How I Learned To Listen With My Jaw: The Secret of TMJ Disorder
My painful earaches had been unwelcome visitors for years. When I finally scheduled an appointment with my physician, I was symptom free. (Don’t you hate when that happens?) He ruled out infection, fluid buildup, and detected no redness or swelling. Alas, over the ensuing months, the intermittent symptoms continued. I felt so much pressure in my left ear that even the slightest touch on my pillow at night would hurt in an excruciating way. I could barely change sleep positions. Finally, after persistent complaints, my doc referred me to an Otolaryngologist, otherwise known as an ear, nose and throat specialist (ENT).
The ENT palpated my outer ears, he listened to my jaw as I opened and closed my mouth. He asked me questions such as “How much do you chew gum”?
I was surprised to find out that my earaches were symptomatic of TMJ disorder.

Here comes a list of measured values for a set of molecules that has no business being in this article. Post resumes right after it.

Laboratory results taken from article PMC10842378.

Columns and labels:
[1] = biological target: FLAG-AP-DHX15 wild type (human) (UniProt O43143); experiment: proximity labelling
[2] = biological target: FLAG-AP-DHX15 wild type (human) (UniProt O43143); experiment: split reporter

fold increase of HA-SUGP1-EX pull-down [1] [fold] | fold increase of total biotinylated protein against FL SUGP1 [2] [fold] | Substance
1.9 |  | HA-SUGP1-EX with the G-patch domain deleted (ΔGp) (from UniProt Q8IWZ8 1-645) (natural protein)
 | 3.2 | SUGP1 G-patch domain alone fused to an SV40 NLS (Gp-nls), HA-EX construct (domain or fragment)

Masseter and the Temporomandibular Joint (TMJ)
The TMJ is located in front of each of your ears. It joins the mandible and maxilla, otherwise known as the lower and upper jaws. We use this joint throughout the day (some folks more than others) to chew, talk, yawn, and bite.
The masseter is the thick rectangular muscle in the cheek that functions to close the jaw. It is one of the four muscles of mastication, and considered the most powerful. Clenching and grinding of teeth, particularly under stress, or excessive gum chewing can overwork this muscle. Furthermore, the superficial masseter can refer pain to the face, lower jaw, and even the teeth. With TMJ disorder, the deep masseter refers pain to the ear.
Physical symptoms and ailments can be great opportunities for learning. My education came from the very real lesson of proximity and pain referral. By becoming conscious and informed about the anatomy of the jaw, the source of my earache was identified.
Yoga Tune Up® provides a simple Ball Therapy technique to relieve symptoms of TMJ disorder. If I feel my masseter beginning to spasm as signaled by ear pain, I immediately use my YTU therapy balls to massage out the pain (and you can try it yourself as demonstrated in the clip below!).